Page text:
The 6 mistakes to avoid when building a business website (and what to do instead)

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For many small businesses, a website is one of the very first things that makes their business look “real”. In fact, for the growing number of small businesses that do not have a physical storefront, their website serves as the primary first point of contact for new businesses.

Even if you have a physical location, more and more potential customers will engage with your business online before they even do so in person. The good news is that your website can help you reach customers that you could never reach in person. The bad news is, you are probably wrong.

Here are 5 common ways small businesses can mess up their website and how to avoid them:

1. Not having a website at all.

If you’re not online, you don’t exist for most of your potential customers. A website is perhaps your most important point of engagement with a potential customer unless it is a face-to-face conversation. Even then, you can bet your potential customers will check out your website before they even have a conversation with you.

By the way, a Facebook page is not a website. There are a lot of reasons why Facebook is not a suitable substitute for a website, not the least of which is that you should think long and hard if you really want access to your online presence to be entirely up to you. thank you from someone. other (ie: Facebook).

2. Don’t allow people to easily connect with you.

When visitors visit your website, they are looking for certain things. They want to know who you are, what you do, and probably most importantly: how they can get in touch with you.

Make it easier for your customers and prospects to reach you by including a contact page with the best way for them to connect with a real person. Lots of businesses use contact forms which is good, but you’d be surprised how more approachable you seem when you include your email address and / or phone number (especially a phone number!) .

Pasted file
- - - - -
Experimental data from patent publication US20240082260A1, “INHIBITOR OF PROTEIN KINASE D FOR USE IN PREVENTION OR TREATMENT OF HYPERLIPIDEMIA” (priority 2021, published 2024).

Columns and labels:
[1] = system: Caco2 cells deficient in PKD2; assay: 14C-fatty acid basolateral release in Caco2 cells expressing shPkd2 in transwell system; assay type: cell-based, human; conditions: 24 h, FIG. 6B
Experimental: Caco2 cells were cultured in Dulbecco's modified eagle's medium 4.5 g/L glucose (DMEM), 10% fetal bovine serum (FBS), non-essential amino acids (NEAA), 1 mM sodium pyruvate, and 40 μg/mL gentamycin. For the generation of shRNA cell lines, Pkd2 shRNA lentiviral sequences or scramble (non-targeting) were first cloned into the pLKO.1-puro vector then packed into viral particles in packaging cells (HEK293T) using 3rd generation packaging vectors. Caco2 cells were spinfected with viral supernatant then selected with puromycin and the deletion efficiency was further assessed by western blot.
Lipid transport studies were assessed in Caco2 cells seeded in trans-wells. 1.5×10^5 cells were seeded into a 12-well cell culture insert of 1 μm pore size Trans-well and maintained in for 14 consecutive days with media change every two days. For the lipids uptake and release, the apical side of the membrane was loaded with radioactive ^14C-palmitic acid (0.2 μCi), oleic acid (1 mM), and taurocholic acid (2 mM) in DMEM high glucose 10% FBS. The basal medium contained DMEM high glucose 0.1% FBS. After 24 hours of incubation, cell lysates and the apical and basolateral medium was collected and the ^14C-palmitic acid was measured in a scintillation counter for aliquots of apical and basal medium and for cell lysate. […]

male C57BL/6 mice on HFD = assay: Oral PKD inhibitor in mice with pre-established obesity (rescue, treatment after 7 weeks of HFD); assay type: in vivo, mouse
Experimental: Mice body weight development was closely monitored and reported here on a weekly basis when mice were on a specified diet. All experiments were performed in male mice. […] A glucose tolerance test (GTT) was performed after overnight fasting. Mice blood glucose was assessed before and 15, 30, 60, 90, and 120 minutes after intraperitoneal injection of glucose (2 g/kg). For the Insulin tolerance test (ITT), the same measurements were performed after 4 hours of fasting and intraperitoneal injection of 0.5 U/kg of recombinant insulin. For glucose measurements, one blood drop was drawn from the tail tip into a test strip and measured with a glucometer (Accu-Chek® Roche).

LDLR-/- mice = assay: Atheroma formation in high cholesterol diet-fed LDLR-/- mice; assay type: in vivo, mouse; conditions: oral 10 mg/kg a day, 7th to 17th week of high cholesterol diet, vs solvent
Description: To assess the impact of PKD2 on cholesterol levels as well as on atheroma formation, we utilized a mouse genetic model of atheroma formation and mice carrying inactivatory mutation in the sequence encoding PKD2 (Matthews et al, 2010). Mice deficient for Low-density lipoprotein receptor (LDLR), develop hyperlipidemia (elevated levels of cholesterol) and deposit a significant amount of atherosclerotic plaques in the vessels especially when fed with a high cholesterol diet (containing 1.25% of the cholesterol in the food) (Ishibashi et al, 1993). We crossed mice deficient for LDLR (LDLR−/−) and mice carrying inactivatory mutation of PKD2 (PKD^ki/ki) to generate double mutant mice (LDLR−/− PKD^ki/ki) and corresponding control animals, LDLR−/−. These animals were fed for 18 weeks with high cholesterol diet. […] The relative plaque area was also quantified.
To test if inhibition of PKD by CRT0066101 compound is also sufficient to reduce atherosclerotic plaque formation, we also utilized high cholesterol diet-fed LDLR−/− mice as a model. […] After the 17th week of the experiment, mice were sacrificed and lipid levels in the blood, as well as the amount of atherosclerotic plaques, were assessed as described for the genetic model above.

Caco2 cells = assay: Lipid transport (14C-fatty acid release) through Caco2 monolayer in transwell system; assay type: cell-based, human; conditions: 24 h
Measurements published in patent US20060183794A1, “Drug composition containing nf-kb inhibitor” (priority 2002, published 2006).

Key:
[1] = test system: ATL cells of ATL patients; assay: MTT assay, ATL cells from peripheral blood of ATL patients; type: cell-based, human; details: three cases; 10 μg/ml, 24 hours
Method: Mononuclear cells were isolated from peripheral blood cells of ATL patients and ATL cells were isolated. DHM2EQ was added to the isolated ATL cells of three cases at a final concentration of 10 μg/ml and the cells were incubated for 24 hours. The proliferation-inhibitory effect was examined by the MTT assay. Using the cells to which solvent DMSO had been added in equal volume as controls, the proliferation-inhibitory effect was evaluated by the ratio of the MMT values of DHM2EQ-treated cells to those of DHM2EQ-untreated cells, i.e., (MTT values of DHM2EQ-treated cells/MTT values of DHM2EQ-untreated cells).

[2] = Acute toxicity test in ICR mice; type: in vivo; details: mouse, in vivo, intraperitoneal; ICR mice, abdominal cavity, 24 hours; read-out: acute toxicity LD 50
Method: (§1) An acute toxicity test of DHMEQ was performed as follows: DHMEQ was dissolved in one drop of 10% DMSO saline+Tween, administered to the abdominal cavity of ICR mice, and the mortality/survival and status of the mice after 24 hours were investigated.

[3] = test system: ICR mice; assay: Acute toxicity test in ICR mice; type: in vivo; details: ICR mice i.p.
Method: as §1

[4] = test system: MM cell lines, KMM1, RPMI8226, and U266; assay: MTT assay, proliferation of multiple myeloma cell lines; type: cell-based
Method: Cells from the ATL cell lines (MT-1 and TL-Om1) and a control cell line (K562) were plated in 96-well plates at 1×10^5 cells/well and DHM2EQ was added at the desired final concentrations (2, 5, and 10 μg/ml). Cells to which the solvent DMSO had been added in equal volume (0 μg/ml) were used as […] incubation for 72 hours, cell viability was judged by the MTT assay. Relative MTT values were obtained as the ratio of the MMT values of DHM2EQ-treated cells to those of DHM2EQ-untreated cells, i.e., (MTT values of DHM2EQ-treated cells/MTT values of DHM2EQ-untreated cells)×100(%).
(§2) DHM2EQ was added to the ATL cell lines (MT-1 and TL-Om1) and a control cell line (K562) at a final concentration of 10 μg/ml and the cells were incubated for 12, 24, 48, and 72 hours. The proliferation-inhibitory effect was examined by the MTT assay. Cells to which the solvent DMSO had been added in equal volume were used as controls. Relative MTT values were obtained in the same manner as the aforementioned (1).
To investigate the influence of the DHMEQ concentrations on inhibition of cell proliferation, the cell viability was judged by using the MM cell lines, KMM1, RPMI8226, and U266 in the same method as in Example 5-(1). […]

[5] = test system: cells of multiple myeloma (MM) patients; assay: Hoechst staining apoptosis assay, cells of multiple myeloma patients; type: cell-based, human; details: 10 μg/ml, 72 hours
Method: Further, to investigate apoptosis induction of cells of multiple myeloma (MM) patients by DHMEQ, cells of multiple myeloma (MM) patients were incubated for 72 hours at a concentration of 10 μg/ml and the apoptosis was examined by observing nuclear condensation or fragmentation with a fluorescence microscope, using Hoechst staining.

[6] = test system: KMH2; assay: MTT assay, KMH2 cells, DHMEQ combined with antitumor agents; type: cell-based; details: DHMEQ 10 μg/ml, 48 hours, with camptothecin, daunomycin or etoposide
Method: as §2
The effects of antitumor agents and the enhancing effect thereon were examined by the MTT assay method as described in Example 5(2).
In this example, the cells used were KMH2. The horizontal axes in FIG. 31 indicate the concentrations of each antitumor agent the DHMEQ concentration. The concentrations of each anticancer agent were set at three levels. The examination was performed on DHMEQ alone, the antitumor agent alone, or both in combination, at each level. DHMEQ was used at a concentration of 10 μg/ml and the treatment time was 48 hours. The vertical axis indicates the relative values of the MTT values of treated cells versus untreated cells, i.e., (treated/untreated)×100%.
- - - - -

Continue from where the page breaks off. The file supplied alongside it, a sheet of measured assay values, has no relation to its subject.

3. Do not keep it up to date.

There is nothing worse than a completely outdated website. If the most recent entry on your “events” list is 4 months old, you’re sending a message that you don’t really care about anyone who comes to the page. Or, if your blog hasn’t seen a new post for over a week or so, visitors are starting to wonder what happened to you.

Make sure your contact details are up to date (see # 2), and if you are a retail establishment, make sure your website includes your current hours of operation. Think like a consumer and make sure that all the information they are trying to find on your site is not only available but up to date.

4. Not knowing your target.

Your website should serve a purpose. For most businesses, the goal is to guide potential customers into a relationship with your business. Think about the things that matter to them and ignore just about everything else.

You are not your customer. You already understand your product, or your business, or whatever. Don’t use language that makes sense to insiders unless your website is just for insiders. Consider every page, graphic, link and text on your site and make sure it is ruthless to your target audience.

This means that calls to action (CTAs) should be clear and relevant to your potential customers. Remember that everything on your site should serve one purpose: to connect with your potential customers.

5. Design it yourself.

Unless you are a web designer, designing your own website is a really bad idea. Sure, it’s easy – there are literally hundreds of inexpensive options for building websites – but that doesn’t mean it’s a good idea for your business.

If your website is truly the starting point for the vast majority of your customers, it’s worth the time, energy, and money to get it right.

If you’re looking for real small business examples of what a professional can do for your website, check them out. I don’t know them, I’m just a big fan of their sites:

Find a partner who can help you assess the message you want to communicate and create a design that represents and strengthens your brand. There is a saying, “you can pay now, or you can pay later.” You can pay a designer now, or you can pay your brand later in the shot. Focus on what you do best and find someone who can help you communicate it with your target market.

6. Do not make it compatible with mobiles.

More 52 percent of all web traffic comes from mobile devices. If your website design doesn’t adapt to mobile browsers, you’re missing out on the chance to reach half of your potential customers. At a minimum, you tell them that you don’t really care about their business because you couldn’t bother using one of the gagillions of mobile-friendly themes available on pretty much any content management platform.

If you’re looking for a few examples of great mobile-friendly small business sites, here are a few that I love:

My guiding principle of marketing is to “allow your customer to do business with you”. Just as it’s important to make it easy for them to find the information they want or to contact you, make it easy for them to do both of these things from their mobile device. It’s more than likely that this is where they find you anyway.

The opinions expressed here by the columnists of Inc.com are theirs and not those of Inc.com.


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